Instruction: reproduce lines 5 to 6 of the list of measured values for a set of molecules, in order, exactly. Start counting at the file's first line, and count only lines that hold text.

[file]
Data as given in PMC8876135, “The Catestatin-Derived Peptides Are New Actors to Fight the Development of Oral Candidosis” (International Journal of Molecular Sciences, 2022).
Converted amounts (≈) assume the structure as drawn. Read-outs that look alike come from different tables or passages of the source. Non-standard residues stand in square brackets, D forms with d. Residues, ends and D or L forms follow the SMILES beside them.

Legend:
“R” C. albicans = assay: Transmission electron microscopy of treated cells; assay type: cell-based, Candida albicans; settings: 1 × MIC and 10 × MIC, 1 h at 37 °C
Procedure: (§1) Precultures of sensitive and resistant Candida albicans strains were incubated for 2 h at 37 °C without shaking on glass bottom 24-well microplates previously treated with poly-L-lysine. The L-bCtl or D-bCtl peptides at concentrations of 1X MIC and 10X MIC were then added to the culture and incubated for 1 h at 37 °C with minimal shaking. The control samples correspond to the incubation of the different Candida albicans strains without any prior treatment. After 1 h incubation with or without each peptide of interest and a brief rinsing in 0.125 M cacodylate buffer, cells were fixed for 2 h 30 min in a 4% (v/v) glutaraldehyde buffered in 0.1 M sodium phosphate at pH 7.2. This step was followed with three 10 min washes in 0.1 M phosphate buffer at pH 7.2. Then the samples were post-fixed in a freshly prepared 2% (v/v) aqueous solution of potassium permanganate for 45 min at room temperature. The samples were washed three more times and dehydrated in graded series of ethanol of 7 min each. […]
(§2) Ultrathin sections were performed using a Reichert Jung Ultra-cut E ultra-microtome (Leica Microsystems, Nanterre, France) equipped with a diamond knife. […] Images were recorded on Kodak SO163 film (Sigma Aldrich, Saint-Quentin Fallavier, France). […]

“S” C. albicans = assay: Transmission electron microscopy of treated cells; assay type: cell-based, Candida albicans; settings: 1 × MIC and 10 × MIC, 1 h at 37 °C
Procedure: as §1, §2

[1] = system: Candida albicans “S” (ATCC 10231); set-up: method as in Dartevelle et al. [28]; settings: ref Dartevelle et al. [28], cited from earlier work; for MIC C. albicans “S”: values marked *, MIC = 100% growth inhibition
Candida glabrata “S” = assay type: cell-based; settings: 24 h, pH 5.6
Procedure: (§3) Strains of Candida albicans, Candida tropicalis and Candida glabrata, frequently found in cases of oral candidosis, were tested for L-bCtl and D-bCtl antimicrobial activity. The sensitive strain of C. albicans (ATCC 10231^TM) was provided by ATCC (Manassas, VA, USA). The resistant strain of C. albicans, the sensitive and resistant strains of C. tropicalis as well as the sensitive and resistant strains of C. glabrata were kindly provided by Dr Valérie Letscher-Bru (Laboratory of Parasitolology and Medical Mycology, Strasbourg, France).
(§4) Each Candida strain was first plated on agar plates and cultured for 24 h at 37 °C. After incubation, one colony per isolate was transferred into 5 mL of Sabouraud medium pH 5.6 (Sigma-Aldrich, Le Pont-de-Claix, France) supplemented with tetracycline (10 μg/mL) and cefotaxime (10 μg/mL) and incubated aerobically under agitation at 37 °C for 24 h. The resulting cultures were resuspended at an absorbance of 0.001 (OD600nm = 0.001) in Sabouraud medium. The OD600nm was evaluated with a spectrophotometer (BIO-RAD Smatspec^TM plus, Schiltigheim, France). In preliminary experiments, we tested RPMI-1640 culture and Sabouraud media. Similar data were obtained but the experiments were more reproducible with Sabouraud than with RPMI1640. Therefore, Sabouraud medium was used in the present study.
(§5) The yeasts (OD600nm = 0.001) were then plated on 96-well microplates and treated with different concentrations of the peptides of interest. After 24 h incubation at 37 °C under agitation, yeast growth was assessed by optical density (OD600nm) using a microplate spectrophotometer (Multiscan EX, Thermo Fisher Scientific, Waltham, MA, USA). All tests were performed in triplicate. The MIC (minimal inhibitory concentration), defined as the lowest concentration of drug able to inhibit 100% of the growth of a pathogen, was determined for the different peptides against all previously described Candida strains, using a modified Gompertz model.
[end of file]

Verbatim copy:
Procedure: (§1) Precultures of sensitive and resistant Candida albicans strains were incubated for 2 h at 37 °C without shaking on glass bottom 24-well microplates previously treated with poly-L-lysine. The L-bCtl or D-bCtl peptides at concentrations of 1X MIC and 10X MIC were then added to the culture and incubated for 1 h at 37 °C with minimal shaking. The control samples correspond to the incubation of the different Candida albicans strains without any prior treatment. After 1 h incubation with or without each peptide of interest and a brief rinsing in 0.125 M cacodylate buffer, cells were fixed for 2 h 30 min in a 4% (v/v) glutaraldehyde buffered in 0.1 M sodium phosphate at pH 7.2. This step was followed with three 10 min washes in 0.1 M phosphate buffer at pH 7.2. Then the samples were post-fixed in a freshly prepared 2% (v/v) aqueous solution of potassium permanganate for 45 min at room temperature. The samples were washed three more times and dehydrated in graded series of ethanol of 7 min each. […]
(§2) Ultrathin sections were performed using a Reichert Jung Ultra-cut E ultra-microtome (Leica Microsystems, Nanterre, France) equipped with a diamond knife. […] Images were recorded on Kodak SO163 film (Sigma Aldrich, Saint-Quentin Fallavier, France). […]